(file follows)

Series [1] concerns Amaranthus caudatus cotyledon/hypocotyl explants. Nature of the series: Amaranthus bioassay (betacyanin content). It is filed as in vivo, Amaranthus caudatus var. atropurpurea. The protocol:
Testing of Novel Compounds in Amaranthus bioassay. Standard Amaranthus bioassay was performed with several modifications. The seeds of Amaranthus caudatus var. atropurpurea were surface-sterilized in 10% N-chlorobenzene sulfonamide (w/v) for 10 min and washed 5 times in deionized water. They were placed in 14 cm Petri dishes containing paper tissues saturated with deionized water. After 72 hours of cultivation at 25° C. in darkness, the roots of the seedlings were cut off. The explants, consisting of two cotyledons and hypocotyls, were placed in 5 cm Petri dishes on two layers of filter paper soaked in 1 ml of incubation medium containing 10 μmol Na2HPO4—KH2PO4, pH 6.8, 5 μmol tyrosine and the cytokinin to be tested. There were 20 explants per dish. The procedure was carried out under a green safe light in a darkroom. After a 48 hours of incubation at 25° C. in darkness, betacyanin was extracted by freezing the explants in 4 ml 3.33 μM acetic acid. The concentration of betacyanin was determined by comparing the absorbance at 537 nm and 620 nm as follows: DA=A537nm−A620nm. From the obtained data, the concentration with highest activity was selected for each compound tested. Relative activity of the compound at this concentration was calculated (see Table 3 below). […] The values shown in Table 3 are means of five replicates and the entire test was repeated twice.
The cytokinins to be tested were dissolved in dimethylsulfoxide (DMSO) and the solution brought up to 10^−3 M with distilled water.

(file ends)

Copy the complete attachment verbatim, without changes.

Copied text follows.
Series [1] concerns Amaranthus caudatus cotyledon/hypocotyl explants. Nature of the series: Amaranthus bioassay (betacyanin content). It is filed as in vivo, Amaranthus caudatus var. atropurpurea. The protocol:
Testing of Novel Compounds in Amaranthus bioassay. Standard Amaranthus bioassay was performed with several modifications. The seeds of Amaranthus caudatus var. atropurpurea were surface-sterilized in 10% N-chlorobenzene sulfonamide (w/v) for 10 min and washed 5 times in deionized water. They were placed in 14 cm Petri dishes containing paper tissues saturated with deionized water. After 72 hours of cultivation at 25° C. in darkness, the roots of the seedlings were cut off. The explants, consisting of two cotyledons and hypocotyls, were placed in 5 cm Petri dishes on two layers of filter paper soaked in 1 ml of incubation medium containing 10 μmol Na2HPO4—KH2PO4, pH 6.8, 5 μmol tyrosine and the cytokinin to be tested. There were 20 explants per dish. The procedure was carried out under a green safe light in a darkroom. After a 48 hours of incubation at 25° C. in darkness, betacyanin was extracted by freezing the explants in 4 ml 3.33 μM acetic acid. The concentration of betacyanin was determined by comparing the absorbance at 537 nm and 620 nm as follows: DA=A537nm−A620nm. From the obtained data, the concentration with highest activity was selected for each compound tested. Relative activity of the compound at this concentration was calculated (see Table 3 below). […] The values shown in Table 3 are means of five replicates and the entire test was repeated twice.
The cytokinins to be tested were dissolved in dimethylsulfoxide (DMSO) and the solution brought up to 10^−3 M with distilled water.